COVID-19 cases in Arizona appear to be falling for the first week in over a month, and new detection tactics are being assessed to determine spread without relying on individuals self-reporting positive at-home tests.
The Arizona Department of Health Services (ADHS) COVID-19 data dashboard marked 13,501 new cases over the past week with 59 reported deaths related to the coronavirus.
The Food and Drug Administration (FDA) is warning that 15 minute antigen tests for use at home may be under-detecting the BA.4 and BA.5 subvariants of Omicron. According to the Hill, while the tests are likely to still work, the timing of when the test is taken may matter more to the sensitivity of the test than was the case with previous variants. From Esther Babady, chief of the clinical microbiology service at Memorial Sloan Kettering Cancer Center in New York:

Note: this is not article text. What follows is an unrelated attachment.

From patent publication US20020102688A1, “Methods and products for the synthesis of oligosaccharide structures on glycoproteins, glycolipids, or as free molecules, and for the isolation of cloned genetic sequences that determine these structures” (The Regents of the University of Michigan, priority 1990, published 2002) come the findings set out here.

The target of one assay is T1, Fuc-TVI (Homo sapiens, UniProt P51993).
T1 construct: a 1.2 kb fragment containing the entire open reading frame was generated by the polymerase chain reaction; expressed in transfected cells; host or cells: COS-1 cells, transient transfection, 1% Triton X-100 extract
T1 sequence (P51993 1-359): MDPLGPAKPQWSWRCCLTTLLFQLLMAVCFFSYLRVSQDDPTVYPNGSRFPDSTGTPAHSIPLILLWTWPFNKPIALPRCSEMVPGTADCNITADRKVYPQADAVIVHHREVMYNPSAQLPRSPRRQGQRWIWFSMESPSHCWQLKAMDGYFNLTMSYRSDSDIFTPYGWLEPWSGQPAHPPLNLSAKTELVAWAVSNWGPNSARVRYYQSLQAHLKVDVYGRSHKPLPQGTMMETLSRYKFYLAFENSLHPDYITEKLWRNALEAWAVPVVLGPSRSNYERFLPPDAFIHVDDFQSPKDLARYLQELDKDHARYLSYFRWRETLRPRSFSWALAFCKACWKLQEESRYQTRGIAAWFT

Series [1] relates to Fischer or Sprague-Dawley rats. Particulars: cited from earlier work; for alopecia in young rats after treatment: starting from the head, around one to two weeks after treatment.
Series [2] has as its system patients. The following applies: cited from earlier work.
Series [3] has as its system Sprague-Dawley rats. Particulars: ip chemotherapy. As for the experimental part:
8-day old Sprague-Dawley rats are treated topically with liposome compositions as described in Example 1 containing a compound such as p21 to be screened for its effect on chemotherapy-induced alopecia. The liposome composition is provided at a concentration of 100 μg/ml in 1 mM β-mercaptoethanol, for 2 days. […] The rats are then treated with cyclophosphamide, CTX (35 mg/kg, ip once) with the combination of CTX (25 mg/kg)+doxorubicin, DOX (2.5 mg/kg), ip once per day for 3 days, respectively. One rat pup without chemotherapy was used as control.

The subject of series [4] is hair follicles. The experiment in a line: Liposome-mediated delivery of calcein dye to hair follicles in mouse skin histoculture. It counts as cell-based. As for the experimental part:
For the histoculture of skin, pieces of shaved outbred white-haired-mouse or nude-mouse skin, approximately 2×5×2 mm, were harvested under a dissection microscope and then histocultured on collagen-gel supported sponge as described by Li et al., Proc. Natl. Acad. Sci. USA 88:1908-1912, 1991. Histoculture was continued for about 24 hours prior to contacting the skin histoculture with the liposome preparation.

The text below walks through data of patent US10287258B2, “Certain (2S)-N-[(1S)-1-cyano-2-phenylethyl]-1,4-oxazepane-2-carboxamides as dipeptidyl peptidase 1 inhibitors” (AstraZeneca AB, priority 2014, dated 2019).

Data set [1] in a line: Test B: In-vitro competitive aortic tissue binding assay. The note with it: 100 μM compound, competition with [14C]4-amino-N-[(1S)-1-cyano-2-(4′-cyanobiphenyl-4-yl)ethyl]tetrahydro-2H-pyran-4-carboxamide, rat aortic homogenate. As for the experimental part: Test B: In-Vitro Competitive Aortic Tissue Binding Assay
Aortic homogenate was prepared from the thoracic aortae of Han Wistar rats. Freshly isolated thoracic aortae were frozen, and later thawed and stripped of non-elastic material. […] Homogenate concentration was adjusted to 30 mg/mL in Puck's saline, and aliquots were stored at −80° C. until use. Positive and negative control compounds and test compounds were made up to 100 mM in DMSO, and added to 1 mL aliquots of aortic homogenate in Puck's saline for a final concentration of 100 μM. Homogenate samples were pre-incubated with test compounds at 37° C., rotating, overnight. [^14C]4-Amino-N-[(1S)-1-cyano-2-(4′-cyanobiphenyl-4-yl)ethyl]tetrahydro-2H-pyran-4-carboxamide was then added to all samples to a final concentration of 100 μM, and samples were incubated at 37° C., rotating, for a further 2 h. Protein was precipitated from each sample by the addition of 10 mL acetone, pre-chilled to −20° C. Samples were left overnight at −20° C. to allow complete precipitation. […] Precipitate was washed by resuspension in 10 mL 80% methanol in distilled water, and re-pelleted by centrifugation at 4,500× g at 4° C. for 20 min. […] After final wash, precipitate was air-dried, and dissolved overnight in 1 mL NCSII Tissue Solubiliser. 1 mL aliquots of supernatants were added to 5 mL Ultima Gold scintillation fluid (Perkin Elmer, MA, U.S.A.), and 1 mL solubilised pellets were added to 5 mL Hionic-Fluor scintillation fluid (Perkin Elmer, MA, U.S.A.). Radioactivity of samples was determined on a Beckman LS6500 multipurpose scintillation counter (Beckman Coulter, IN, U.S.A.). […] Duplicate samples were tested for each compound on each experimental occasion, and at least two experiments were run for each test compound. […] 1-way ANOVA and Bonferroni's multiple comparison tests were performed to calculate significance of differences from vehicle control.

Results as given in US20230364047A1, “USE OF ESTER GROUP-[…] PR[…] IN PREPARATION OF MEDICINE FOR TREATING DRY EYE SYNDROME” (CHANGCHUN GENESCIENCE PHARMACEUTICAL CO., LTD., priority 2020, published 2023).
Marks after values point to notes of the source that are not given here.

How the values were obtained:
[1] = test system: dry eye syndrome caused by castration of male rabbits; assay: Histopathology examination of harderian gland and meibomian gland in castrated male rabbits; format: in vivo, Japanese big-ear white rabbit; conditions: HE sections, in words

As mutation occurs, it may somehow change the structure of different proteins, which may result in a decrease in detection by the antigen testing. It can also be that earlier in the infection by BA.4 and BA.5, you don’t produce enough of the SARS-CoV-2 protein.
With the diminishing usefulness of at-home tests, another method of detection has emerged. Wastewater sampling is increasingly used to influence public health decision-making. Inside Health Policy reports that in a webinar hosted by the Societal Experts Action Network (SEAN), newer methods for decision-making, including vaccination rates, genomic sequencing and wastewater surveillance could help scientists with planning in addition to gaining a greater understanding of how the SARS-CoV-2 virus works.
This week, ADHS announced that in-home vaccination will be made available to those who need it, through a collaborative program between the Maricopa Department of Public Health, the Pima County Health Department and the ADHS Office of Health Equity. The mobile vaccination effort has thus far provided 117,000 doses of the COVID-19 vaccine at community centers, schools, churches and other congregate settings.